This was a lot of playing for me. Suddenly my weekends and evenings were filling up with rehearsals. I also had to practice more, both to learn the music and to build up enough strength to make it through the concert! Each piece presented its own challenges, but the Haydn gave me particular difficulties. One movement had a long horn solo that hung around high A. Since grad school I have been mostly a low horn player, and I hadn't been practicing seriously for years, so I needed to do some chop building. I was very lucky though, I think, because the return to horn playing for me was pretty straightforward. Many aspects of horn playing came back with practice. Some things had changed -- my break in registers was higher than it had ever been, so that has taken some adapting. Unfortunately but not surprisingly, the things I had trouble with in the past, still gave me trouble. I had always struggled with intonation, and I still did. (More on intonation in a later post.) The high register is harder for me than the low. I still can't really double tongue and trills are still hard.

So, that first chamber music recital was fun. Not perfect. I was happy to see that I was not the slightest bit nervous. (More on nerves in a later post!)

The woodwind quintet I had somewhat reluctantly joined is an permanent group that plays throughout the year. We are currently working on the Serenade for Woodwind Quintet by Ferenc Farkas for this year's ensemble recital. We will also be playing at our clarinetist's daughter's wedding in October!

Monday, February 15, 2010

A New Beginning

The idea had been percolating for a while. I had basically quit playing horn years ago. Oh, I played for students, but I didn’t practice and I didn’t play anywhere. I missed it. I missed being able to play easily, fluidly, and with a nice sound. I missed playing with other people.
Then I had the opportunity to go to China on a teacher exchange trip. It was a wonderful trip, which included a visit to the music school of the Central Conservatory of Beijing. On the return trip we had a stopover of several hours in Hong Kong. While sitting around in the airport, too exhausted to do any more looking or shopping, I started talking to a history teacher from Oregon who I had not talked with before. To our mutual surprise, we were both horn players. He told me how he had joined a community orchestra and once people knew about him, he had so many offers to play he had to turn some down! I decided I, too, would find a group and start playing again.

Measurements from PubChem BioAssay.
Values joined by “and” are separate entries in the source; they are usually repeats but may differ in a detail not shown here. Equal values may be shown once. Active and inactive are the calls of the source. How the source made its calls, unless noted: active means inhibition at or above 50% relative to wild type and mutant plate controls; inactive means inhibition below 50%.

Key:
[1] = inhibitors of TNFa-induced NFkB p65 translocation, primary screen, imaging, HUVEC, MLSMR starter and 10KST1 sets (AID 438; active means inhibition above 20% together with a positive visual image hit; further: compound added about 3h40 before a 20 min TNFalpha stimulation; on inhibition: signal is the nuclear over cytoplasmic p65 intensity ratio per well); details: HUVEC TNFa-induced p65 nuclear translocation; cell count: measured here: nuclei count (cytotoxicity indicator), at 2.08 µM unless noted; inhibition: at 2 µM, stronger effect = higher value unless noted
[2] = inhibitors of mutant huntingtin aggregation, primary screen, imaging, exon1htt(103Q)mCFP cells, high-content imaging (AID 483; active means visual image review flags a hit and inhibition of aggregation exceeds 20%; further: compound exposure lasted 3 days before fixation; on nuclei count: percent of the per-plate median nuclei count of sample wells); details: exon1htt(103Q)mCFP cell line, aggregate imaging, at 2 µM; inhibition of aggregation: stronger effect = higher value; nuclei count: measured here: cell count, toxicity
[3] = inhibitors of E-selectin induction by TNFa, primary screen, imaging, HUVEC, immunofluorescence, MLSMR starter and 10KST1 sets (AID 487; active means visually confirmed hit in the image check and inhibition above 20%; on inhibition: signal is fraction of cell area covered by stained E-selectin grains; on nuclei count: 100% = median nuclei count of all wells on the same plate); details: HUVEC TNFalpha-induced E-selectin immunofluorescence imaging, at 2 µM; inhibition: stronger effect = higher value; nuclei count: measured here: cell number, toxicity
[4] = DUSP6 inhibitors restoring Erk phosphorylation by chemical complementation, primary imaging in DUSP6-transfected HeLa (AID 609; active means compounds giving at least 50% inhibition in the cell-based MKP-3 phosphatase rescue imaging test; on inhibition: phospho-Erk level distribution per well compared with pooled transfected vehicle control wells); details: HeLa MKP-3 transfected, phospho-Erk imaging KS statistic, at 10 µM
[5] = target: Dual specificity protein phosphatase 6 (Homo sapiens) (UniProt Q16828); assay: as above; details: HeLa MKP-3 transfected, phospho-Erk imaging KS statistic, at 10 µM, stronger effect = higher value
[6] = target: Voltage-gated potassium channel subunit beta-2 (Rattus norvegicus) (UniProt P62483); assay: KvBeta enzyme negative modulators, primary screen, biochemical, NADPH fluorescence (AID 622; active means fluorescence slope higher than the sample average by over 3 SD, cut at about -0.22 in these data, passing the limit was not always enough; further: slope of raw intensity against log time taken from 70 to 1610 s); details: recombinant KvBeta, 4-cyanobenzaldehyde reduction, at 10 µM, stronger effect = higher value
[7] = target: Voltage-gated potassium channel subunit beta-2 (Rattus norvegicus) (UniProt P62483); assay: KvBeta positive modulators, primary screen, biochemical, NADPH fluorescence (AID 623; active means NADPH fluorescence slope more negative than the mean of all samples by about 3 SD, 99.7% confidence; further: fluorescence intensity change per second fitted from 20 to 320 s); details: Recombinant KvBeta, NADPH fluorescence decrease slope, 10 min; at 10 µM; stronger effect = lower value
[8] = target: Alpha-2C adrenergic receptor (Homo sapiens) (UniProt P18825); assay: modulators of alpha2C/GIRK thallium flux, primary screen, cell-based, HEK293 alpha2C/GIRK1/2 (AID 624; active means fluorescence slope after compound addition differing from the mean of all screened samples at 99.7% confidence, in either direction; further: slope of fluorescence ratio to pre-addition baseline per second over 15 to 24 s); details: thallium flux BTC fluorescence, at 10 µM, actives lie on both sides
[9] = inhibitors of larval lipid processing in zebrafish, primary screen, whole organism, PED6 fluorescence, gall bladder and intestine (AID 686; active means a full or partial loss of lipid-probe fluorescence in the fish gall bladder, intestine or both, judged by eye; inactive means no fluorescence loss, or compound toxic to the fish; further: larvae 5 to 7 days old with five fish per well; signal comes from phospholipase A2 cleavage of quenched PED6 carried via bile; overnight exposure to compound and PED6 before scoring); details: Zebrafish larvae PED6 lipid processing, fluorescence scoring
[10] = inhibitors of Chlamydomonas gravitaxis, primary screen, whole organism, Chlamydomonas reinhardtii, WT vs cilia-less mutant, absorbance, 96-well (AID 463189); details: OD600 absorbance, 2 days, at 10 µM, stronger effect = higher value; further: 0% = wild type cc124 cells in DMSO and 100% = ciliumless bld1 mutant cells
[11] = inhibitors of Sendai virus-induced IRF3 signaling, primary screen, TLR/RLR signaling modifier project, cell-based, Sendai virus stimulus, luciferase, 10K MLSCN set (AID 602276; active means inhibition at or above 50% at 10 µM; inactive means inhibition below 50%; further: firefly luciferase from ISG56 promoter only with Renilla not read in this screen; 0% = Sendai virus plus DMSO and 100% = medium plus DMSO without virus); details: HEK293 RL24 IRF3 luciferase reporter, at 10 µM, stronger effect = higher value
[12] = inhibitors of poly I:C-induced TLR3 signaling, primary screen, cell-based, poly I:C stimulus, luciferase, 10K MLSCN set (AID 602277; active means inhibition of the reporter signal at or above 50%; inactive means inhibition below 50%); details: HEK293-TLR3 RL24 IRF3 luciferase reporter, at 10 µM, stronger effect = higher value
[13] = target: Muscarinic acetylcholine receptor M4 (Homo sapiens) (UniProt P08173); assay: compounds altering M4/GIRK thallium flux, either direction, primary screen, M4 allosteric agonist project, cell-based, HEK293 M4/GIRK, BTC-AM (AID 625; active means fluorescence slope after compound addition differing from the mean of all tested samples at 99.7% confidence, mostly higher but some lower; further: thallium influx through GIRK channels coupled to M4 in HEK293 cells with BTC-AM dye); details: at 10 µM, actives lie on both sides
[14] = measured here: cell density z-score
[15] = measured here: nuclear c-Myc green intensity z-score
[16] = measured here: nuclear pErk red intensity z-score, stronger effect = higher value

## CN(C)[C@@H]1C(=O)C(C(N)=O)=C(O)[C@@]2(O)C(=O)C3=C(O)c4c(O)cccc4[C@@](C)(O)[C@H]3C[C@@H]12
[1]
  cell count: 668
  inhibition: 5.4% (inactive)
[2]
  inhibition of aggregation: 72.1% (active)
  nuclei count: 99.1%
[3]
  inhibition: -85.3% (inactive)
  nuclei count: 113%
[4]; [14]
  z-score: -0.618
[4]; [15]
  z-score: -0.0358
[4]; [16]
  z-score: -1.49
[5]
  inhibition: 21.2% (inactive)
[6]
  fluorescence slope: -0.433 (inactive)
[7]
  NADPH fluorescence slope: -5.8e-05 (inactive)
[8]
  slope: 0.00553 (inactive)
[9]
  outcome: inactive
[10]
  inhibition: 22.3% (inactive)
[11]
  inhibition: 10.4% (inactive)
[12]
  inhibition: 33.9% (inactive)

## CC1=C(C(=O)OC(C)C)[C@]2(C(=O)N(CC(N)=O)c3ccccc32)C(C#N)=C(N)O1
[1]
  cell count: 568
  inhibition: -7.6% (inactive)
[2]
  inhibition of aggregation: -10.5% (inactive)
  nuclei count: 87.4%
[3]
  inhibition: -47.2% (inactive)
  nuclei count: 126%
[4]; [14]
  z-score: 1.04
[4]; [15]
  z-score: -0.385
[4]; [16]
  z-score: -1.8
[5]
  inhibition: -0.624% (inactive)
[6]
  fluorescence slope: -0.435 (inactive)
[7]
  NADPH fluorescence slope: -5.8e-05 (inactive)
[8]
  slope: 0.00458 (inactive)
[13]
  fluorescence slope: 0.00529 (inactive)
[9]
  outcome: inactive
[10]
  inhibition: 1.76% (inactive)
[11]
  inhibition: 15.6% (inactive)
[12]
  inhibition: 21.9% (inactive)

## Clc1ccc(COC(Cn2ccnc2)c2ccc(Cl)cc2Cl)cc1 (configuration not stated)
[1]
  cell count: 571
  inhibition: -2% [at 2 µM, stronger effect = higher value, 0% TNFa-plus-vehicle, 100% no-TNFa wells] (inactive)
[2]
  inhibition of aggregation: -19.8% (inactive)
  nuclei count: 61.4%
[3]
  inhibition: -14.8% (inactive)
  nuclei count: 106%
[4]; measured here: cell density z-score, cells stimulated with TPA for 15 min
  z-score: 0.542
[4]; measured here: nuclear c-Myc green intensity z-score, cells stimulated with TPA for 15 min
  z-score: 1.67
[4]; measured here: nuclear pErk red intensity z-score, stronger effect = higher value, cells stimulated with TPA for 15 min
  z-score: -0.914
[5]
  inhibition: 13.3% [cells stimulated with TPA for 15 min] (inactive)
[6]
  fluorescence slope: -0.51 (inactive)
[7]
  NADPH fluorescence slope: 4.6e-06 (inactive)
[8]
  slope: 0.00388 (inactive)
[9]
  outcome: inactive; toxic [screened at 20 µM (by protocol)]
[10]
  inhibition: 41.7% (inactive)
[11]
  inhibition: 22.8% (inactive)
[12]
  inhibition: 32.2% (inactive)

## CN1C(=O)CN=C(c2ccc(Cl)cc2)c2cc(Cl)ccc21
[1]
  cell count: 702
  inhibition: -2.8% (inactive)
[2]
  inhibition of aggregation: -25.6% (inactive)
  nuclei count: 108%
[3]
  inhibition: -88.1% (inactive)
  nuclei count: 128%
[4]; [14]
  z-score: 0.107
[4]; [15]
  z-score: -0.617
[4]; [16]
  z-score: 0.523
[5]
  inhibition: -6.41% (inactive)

Home again in Illinois, I kept my ears open for possibilities. But I didn’t start practicing. No incentive yet. Then in the spring of 2007, my husband announced that he was retiring from his high school band director position, and he was featured in a couple of newspaper articles. It was great fun because he started hearing from friends he had lost touch with, former students, and the band director of our town’s community band, asking if he would be interested in joining. I said, let’s both try it out. The director invited us to the spring concert, which featured Gene Pokorny, the tubist of the Chicago Symphony doing “Tubby the Tuba.” Pretty impressive for a community band. So we joined, starting with rehearsals for the summer concerts.
The first rehearsals showed me how out of shape I was. I was really tired by the end of the 2-1/2 hour rehearsal. The music wasn’t terribly hard, but I had no chops. Fortunately, there were enough horn players that only the person next to me could really hear me!
I did begin practicing some, but what really got me back into practicing was chamber music.
To be continued...